BMW Roadster Revolution

I love a good concept bike. An open brief and an aim to push the boundaries, breach new territory and who can forget the multi million dollar budgets behind them. It’s not often that concepts go on to be production models though and if they do, they are usually watered down husks of the original design. In the case of BMW Motorrad’s Roadster Revolution though this trend may be about to be broken.

Looking at other recent additions to the BMW Roadster lineup such as the R Nine T the radical looking Revolution isn’t too far removed from their current styling trends. While certain elements such as the headlight, rear fender (or lack of) and that sexy exhaust may get revised due to different countries compliance laws, we could be seeing a very similar version of the Revolution up for sale in 2014. As with all of BMW’s bikes there’s much more to the Revolution than it’s tricked out looks that make it something really special.

This concept bike is a symbol of how modern and emotional a boxer-powered BMW roadster can be.” 

Edgar Heinrich, Head of BMW Motorrad Design.

The Roadster is powered a 1170cc version of BMW’s classic flat twin, which produces around 125bhp and 125Nm of torque. With all that power and it’s unmistakable Street Fighter looks it’s easy to see why the photo above is part of BMW Motorrad’s media release photography for the Revolution. The days of hinting this type of shenanigans on a motorcycle are a thing of the past, manufacturers now know what their target audience want and aren’t afraid to prove their bikes can deliver.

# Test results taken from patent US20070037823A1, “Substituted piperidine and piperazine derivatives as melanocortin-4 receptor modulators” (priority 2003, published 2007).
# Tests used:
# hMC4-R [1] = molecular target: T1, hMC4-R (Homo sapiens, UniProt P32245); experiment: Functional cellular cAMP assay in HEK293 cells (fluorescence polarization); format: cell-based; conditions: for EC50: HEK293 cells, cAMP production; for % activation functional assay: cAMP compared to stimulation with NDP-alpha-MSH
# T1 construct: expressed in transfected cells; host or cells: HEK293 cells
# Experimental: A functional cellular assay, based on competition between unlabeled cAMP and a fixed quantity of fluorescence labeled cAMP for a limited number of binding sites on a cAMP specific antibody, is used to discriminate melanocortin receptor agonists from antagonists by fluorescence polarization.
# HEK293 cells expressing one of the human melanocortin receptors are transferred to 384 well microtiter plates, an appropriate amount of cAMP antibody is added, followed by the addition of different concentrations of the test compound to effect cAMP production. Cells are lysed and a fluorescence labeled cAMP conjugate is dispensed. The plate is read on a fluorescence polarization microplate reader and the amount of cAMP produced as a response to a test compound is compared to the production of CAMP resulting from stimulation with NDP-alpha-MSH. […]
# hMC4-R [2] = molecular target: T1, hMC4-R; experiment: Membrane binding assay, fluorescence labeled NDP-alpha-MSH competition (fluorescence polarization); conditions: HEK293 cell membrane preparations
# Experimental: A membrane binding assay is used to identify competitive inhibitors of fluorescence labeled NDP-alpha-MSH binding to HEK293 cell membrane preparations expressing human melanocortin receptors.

Another classic BMW feature found on the Revolution is the single sided swingarm and shaft drive managed by an adjustable Ohlins monshock positioned directly beneath the rider. The bright blue tubular frame not only look great it’s a specially designed load bearing design that BMW have decided to highlight rather than blend into the engine, an aesthetic decision that I will happily applaud as it looks freaking hot.

Raw, milled aluminium is another key feature of the Revolutions design. On the big triangular air intakes the mill marks are still visible to add to the bikes aggressive street fighter looks and the sleek tail section is a single piece of alloy; strong, light and sleek. Milled alloy also surrounds the instrument cluster and the LED headlight lens, holds the headlight in position on the forks and forms the main body of the Revolution’s underslung “engine spoiler”.

A good balance of light and dark colours help to reduce the bulk of the horizontally opposed boxer engine and also draw the bike closer to the ground for an even more aggressive look. Flaked metallic white paint, neon yellow highlights, raw alloy and carbon fiber bodywork make the Revolution look like something from the latest Tom Cruise sci-fi flick, but if the rumours are true the Revolution isn’t a concept for the future, it’s a bike for today.